Friday, 10 October 2014


About half an hour after I took this photo, Mischa was put to sleep.

Thursday night and Susan phoned me about 8.30 in the evening to ask if I could take Mischa and her family (see photo) to the emergency vet's at Heworth about ten miles away. Susan couldn't manage the drive because she's having a knee replacement in hospital in the next few days. Of course I agreed. The poor dog had been bleeding from her anus and her owner, one of our volunteers in the shop, told me she thought the cancer she'd recovered from a couple of years ago had returned. In addition, because of cataracts, very visible in the photo, Mischa had been blind for a while. They'd had the dog for 12 years and she'd been an adult when they got her so she had to be at least 13. 

The after hours vet service is a private practice shared with the PDSA. Fortunately Mischa had been registered with the PDSA so, apart from a voluntary donation, treatment was free. If we'd had to go private it would have cost over £130 just to be seen and consulted with any further treatment extra. As it happened the vet on duty (and I don't know if this was their standard practice) did double duty with paying patients getting preferential treatment. Which meant that even though there were only about four other animals needing treatment the entire time we were there, Mischa got treated last after we'd been waiting an hour and a half.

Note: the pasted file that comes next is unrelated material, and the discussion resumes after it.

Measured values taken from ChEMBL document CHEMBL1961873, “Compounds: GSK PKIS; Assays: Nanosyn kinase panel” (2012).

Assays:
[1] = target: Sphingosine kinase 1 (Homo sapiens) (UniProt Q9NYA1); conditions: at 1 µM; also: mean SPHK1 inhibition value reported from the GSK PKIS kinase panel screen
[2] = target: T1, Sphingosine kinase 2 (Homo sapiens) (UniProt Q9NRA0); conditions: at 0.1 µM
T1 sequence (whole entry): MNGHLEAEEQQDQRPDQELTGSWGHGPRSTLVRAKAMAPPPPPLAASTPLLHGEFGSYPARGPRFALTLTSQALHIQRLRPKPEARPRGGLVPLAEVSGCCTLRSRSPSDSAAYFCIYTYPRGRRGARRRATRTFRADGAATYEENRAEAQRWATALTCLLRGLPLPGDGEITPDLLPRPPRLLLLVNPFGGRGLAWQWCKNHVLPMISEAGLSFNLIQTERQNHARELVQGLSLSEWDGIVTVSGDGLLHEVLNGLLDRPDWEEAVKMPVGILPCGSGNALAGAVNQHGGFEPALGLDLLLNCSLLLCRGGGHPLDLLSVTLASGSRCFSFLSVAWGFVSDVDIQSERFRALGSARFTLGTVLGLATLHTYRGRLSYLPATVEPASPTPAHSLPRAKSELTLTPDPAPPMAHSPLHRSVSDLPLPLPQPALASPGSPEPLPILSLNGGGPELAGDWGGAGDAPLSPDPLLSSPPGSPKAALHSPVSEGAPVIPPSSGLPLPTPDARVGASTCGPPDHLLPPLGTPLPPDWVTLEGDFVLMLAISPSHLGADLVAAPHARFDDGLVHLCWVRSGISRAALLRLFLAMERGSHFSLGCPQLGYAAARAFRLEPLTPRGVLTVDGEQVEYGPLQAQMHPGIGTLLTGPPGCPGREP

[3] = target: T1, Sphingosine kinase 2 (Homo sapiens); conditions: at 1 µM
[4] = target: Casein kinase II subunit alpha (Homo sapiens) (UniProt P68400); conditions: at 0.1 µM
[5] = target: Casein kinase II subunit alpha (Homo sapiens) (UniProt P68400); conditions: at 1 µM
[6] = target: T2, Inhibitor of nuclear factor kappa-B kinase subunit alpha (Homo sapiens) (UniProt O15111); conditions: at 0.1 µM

None of us really expected anything else. Mischa was an old dog and a much loved dog, but it was her time and only right to end her pain. But still upsetting for mother and daughter, particularly the latter who had never known a life without the dog.

After dropping them off, which was just round the corner from me, I got home shortly after midnight when I poured myself a large Southern Comfort and wound down checking my email and Facebook.


I woke thinking it was four and time to empty a full bladder but it was actually six so I got up, saw to the cats and went swimming. Then I collected Amy Farrah Fowler and took her to the vets to be spayed. I didn't know if she actually needed spaying but as she's a stray I didn't want to take any chances. I half expected that, like Marcie May who arrived at the same time, she'd prove to have been done. But she hadn't so a good thing I took her. On Tuesday they're getting their second flu jabs and then it's straight off to our re-homing centre where they'll share a pen.

As a result of last night, I've felt tired pretty much all day. 

Tomorrow I'm meeting a mother and daughter who're interested in being cat cuddlers and someone who's interested in adopting a cat from us. Hopefully both will go well.

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